Frequently Asked Questions
The following is a list of common questions new clients have when we start working together. Browse the list and see if any of them benefit you.
Can Counseling Help Me?
Counseling has been found to help people with a number of problems. If you experience:
- Thoughts, feelings or behaviors that are troubling you;
- Difficult things in the past that continue to impact you today;
- Concerns about a loved one; or
- Problems in a significant relationship-including problems at work or school.
Then counseling can likely be a great resource for you.
WILL I have to go to counseling for the rest of my life?
While this can vary tremendously, most people I see for counseling are able to resolve their initial concerns within 6-10 sessions. This is consistent with findings from a study published in 2011 in the Journal of Counseling Psychology that found 7-10 counseling sessions are often all that are needed for people to make significant life changes.
What type of counseling do I need?
That depends on what's going on. In general, people will get the most out of therapy when those who are most important to them are also involved, at least in some of their sessions. This is especially true for children and teens. Often, a balance between individual sessions (where you can learn more and develop yourself) and family sessions (where you and your loved ones can figure out how to work together) is ideal.
How common are mental health concerns?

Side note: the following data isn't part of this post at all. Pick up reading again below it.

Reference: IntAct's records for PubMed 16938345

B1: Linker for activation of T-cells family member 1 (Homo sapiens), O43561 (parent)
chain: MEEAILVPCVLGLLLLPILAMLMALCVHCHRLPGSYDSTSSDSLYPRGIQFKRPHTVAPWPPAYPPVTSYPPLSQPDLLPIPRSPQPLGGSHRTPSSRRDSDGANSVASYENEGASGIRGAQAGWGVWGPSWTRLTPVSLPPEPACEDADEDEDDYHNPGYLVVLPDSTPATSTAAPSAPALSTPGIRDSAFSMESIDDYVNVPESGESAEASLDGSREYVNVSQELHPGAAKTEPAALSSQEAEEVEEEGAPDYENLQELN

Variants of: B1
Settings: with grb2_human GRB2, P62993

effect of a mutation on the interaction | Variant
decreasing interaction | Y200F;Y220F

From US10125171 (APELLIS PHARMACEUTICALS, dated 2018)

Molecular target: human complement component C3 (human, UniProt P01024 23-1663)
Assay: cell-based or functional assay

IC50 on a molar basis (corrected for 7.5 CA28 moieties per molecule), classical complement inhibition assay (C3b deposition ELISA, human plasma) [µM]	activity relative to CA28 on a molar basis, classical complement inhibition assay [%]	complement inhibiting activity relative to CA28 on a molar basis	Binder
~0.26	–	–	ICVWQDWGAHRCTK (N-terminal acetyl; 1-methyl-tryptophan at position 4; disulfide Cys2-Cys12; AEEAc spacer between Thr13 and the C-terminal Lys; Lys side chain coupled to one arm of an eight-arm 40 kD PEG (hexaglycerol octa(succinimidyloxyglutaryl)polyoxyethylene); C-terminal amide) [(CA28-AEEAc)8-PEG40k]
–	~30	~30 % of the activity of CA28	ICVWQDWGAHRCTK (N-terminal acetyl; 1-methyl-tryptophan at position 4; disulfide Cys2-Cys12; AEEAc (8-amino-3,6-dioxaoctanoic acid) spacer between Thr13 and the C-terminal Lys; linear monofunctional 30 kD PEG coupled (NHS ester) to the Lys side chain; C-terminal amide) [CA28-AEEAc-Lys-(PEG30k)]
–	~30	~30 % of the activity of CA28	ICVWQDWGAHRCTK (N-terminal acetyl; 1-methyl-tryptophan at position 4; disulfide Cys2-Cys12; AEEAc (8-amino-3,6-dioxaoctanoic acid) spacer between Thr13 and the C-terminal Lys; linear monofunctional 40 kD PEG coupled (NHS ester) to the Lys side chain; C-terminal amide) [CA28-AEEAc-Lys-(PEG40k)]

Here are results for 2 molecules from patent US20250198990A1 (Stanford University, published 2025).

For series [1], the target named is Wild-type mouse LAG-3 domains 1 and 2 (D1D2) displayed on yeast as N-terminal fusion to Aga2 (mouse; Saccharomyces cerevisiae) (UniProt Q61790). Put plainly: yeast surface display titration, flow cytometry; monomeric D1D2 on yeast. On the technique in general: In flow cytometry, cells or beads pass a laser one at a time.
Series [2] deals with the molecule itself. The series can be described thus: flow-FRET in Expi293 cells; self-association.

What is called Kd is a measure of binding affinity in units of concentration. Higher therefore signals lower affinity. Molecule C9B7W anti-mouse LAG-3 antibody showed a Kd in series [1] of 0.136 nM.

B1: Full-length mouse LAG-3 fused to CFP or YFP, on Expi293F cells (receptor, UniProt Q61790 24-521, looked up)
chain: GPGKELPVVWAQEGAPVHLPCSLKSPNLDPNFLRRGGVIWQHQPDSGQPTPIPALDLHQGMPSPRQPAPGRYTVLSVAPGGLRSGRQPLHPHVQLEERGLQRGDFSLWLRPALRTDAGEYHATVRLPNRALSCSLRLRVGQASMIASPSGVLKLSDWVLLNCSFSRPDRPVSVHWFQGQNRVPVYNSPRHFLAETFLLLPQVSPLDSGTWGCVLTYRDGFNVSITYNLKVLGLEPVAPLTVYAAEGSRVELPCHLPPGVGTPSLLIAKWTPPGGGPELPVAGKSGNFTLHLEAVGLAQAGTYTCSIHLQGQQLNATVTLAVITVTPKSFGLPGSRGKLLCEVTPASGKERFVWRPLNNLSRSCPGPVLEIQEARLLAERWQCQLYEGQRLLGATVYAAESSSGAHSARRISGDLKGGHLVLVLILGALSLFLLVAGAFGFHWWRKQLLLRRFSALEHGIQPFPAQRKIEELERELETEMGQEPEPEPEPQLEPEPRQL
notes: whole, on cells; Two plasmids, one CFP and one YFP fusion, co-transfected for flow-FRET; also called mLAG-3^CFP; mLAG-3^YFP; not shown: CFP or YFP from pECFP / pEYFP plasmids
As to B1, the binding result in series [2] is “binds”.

Very! According to statistics from the National Institute of Mental Health, 1 in 5 adults in the U.S. experience mental health concerns each year. In addition, 75% of all mental health concerns begin by age 24. This means if you're a teen or young adult and have noticed some things you're concerned about, this is a great time to start counseling to develop helpful strategies for coping.
Can you prescribe me medication?
No but in most cases, your primary care provider and I can work together on your behalf to identify if medications could be of benefit for your problems.
What type of therapy interventions do you use?
Each person needs an approach that takes into account their unique needs and from that perspective, there is no one size fits all model for therapy. In a similar way, each therapist has to decide what approaches best fit with their personality and perspective. From my education and experience in counseling, the following models are the ones I most commonly utilize. You and I will work together to find the best ones to help with your specific concerns.
EMDR (Eye Movement Desensitization and Reprocessing) is a type of therapy developed specifically for managing and reprocessing traumatic events. It's also been found to help with other life problems. Check out our services page for more information.
Cognitive Behavioral Therapy (or CBT) explores how our emotions, thoughts, and behaviors influence and relate to one another.
Solution Focused Therapy helps us identify your personal strengths and resources that can assist you in facing your challenges.
Dialectical Behavior Therapy (or DBT) teaches emotion regulation, interpersonal effectiveness, mindfulness and distress tolerance.
Motivational Interviewing gives us tools for aligning what you want out of life with what you do each day that helps you get there.